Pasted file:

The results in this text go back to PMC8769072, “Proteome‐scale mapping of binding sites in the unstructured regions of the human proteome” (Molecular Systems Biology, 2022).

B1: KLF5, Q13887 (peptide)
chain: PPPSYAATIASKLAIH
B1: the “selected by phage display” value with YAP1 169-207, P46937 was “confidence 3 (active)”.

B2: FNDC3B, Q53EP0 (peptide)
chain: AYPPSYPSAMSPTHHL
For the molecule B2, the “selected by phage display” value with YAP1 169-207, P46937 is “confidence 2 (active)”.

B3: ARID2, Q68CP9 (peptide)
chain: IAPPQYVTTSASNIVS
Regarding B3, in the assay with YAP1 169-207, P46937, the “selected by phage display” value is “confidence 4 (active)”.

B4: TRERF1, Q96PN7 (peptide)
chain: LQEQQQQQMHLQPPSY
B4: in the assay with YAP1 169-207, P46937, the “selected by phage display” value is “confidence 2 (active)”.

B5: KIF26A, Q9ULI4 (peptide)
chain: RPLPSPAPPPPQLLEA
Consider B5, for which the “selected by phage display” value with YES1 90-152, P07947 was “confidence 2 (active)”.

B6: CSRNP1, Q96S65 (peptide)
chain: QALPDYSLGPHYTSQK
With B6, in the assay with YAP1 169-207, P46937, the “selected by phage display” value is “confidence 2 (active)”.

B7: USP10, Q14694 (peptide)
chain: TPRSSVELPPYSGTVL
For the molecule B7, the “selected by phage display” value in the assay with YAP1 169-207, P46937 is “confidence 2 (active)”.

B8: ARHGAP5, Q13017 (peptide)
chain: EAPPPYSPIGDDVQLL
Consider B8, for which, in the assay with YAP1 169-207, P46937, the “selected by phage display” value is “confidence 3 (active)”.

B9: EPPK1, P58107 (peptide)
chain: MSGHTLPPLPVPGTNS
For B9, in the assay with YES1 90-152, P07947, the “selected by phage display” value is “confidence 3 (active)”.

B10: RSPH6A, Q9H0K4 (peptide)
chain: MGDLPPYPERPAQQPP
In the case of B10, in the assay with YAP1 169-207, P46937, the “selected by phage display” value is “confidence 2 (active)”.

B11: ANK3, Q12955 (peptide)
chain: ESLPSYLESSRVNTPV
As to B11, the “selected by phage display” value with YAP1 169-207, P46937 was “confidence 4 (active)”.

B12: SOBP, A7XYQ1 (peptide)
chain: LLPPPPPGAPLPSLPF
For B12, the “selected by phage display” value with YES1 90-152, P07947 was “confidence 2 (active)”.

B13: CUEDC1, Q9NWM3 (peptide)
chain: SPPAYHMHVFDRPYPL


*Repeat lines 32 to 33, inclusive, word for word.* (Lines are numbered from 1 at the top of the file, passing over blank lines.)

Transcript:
B11: ANK3, Q12955 (peptide)
chain: ESLPSYLESSRVNTPV